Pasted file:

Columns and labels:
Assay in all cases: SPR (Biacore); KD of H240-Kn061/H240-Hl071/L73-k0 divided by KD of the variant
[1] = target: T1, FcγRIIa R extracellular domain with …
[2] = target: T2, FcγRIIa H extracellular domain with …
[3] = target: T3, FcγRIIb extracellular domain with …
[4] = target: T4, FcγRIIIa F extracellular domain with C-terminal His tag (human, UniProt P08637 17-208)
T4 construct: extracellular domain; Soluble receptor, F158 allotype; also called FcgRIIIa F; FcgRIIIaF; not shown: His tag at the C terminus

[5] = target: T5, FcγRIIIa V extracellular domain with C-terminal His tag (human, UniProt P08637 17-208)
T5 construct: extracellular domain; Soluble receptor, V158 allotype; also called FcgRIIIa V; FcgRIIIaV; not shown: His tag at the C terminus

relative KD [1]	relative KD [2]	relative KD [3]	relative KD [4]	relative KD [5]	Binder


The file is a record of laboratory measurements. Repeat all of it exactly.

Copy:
Columns and labels:
Assay in all cases: SPR (Biacore); KD of H240-Kn061/H240-Hl071/L73-k0 divided by KD of the variant
[1] = target: T1, FcγRIIa R extracellular domain with …
[2] = target: T2, FcγRIIa H extracellular domain with …
[3] = target: T3, FcγRIIb extracellular domain with …
[4] = target: T4, FcγRIIIa F extracellular domain with C-terminal His tag (human, UniProt P08637 17-208)
T4 construct: extracellular domain; Soluble receptor, F158 allotype; also called FcgRIIIa F; FcgRIIIaF; not shown: His tag at the C terminus

[5] = target: T5, FcγRIIIa V extracellular domain with C-terminal His tag (human, UniProt P08637 17-208)
T5 construct: extracellular domain; Soluble receptor, V158 allotype; also called FcgRIIIa V; FcgRIIIaV; not shown: His tag at the C terminus

relative KD [1]	relative KD [2]	relative KD [3]	relative KD [4]	relative KD [5]	Binder